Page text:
Reviewed by Ian Hunter
The second in the “Out of Tune” series, like the first one, this volume contains stories inspired by folk songs and murder ballads from around the world, collected and edited by best-selling author Jonathan Maberry and featuring stories by the likes of Rachel Caine, Cherie Priest, Dan Abnett, Laura Anne Gillman, David Schow and many other, perhaps, less-familiar writers.
This is a quality tome in production values from JournalStone, starting with a striking cover by Ryan Brown , perhaps showing the Grim Reaper standing in a graveyard, enjoying some downtime, setting aside his scythe and picking up a fiddle instead, possibly to play a lament or a jig to the corpses surrounding him Each story is also accompanied by an illustration provided by artist, John Coulthart, before the tale starts and at the end we have a section telling the history of the song, where it has cropped up in other literary places and also who sang it. Some of Coulthart’s illustrations are particularly striking, particularly those involving the borderlands between this world and the fairy realm (which would have been amazing in colour), and those featuring graves and graveyards and criminal acts, shall we say.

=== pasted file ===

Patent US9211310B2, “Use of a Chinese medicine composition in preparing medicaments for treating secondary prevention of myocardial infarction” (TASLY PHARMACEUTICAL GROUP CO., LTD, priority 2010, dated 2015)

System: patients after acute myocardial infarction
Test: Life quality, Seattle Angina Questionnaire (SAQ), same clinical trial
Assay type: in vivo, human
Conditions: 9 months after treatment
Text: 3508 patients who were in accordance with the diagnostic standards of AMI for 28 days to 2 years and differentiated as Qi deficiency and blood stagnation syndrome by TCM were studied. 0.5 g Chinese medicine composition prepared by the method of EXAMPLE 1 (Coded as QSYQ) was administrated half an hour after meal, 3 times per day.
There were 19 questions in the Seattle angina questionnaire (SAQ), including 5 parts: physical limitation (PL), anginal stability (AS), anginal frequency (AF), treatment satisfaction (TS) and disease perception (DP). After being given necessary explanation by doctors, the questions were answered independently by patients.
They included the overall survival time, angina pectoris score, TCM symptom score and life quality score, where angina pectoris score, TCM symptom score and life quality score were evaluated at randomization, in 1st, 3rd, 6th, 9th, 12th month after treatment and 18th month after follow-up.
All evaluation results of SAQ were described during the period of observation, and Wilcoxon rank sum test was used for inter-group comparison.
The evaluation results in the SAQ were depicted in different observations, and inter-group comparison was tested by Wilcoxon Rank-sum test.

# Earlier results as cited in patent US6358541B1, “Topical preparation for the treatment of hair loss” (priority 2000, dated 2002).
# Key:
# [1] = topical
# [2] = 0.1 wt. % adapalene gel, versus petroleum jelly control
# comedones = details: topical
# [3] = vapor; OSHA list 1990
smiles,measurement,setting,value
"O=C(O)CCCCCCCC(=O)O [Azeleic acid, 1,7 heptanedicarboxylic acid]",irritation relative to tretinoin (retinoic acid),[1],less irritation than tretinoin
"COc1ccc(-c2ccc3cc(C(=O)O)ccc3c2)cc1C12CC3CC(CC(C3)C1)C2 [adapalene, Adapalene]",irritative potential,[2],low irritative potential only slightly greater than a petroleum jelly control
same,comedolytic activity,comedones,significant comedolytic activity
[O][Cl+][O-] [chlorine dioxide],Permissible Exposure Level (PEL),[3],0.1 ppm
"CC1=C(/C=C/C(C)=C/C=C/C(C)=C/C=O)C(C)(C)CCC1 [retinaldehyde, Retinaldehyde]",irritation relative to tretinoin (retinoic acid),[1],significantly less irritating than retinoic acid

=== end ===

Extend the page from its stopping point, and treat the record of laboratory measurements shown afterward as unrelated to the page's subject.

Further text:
The writers here are too good to simply just take the lyrics of the song and spin a story using the same narrative flow, there are no straight imitations here, and right from the start Allison Pang takes an old Y.B. Yeats poem based on Irish fairy folklore about stolen children and changelings and gives it a very modern twist involving computer games. Part of the fun in reading this collection is seeing how each writer has taken an old Irish Ballad, an English folk song (sometimes transplanted and rewritten slightly to become an American folk song) as well as songs and ballads from Scotland, Wales and even Mexico and turned them into a story, although the end notes do reveal some fascinating origins in real-life stories about jealousy and murder, ghostly encounters, twists in the tale, and a fair dose of revenge. It’s also interesting to see that some of the originals and the stories and events that inspired them almost read like modern-day urban myths. Of all the sources of inspiration in this volume, readers will probably be most familiar with the song “The House of the Rising Sun” and also “The Long Black Veil” which isn’t the old folk song that everyone expects having been written in the 1950s and has been recorded many time from artists ranging from Johnny Cash to The Stranglers.
If you’ve read the first book in the series, you’ll probably want to read this one too, and hopefully a third, and maybe, more in the series, there’s certainly enough source material stretching over the centuries and around the world to provide inspiration for future volumes.